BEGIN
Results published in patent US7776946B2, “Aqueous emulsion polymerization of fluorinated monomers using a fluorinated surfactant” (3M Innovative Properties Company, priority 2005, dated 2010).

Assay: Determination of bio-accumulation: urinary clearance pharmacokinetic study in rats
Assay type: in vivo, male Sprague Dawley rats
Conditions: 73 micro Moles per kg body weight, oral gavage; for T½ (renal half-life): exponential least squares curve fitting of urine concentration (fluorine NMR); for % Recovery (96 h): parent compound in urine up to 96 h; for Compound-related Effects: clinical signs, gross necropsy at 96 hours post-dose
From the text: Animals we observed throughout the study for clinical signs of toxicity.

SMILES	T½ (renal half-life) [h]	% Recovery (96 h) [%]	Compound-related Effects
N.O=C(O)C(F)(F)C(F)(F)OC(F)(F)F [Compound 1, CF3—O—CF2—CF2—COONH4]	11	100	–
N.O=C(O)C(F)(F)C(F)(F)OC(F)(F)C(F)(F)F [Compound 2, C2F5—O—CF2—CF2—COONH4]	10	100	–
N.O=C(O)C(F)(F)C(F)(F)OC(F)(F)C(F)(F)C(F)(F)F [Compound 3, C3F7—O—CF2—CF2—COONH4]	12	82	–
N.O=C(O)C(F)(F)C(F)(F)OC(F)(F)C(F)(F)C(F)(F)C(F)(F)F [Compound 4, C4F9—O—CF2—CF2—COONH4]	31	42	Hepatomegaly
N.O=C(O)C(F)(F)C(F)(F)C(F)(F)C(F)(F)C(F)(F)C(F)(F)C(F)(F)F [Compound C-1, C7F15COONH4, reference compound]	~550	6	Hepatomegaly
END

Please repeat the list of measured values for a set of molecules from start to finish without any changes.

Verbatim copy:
Results published in patent US7776946B2, “Aqueous emulsion polymerization of fluorinated monomers using a fluorinated surfactant” (3M Innovative Properties Company, priority 2005, dated 2010).

Assay: Determination of bio-accumulation: urinary clearance pharmacokinetic study in rats
Assay type: in vivo, male Sprague Dawley rats
Conditions: 73 micro Moles per kg body weight, oral gavage; for T½ (renal half-life): exponential least squares curve fitting of urine concentration (fluorine NMR); for % Recovery (96 h): parent compound in urine up to 96 h; for Compound-related Effects: clinical signs, gross necropsy at 96 hours post-dose
From the text: Animals we observed throughout the study for clinical signs of toxicity.

SMILES	T½ (renal half-life) [h]	% Recovery (96 h) [%]	Compound-related Effects
N.O=C(O)C(F)(F)C(F)(F)OC(F)(F)F [Compound 1, CF3—O—CF2—CF2—COONH4]	11	100	–
N.O=C(O)C(F)(F)C(F)(F)OC(F)(F)C(F)(F)F [Compound 2, C2F5—O—CF2—CF2—COONH4]	10	100	–
N.O=C(O)C(F)(F)C(F)(F)OC(F)(F)C(F)(F)C(F)(F)F [Compound 3, C3F7—O—CF2—CF2—COONH4]	12	82	–
N.O=C(O)C(F)(F)C(F)(F)OC(F)(F)C(F)(F)C(F)(F)C(F)(F)F [Compound 4, C4F9—O—CF2—CF2—COONH4]	31	42	Hepatomegaly
N.O=C(O)C(F)(F)C(F)(F)C(F)(F)C(F)(F)C(F)(F)C(F)(F)C(F)(F)F [Compound C-1, C7F15COONH4, reference compound]	~550	6	Hepatomegaly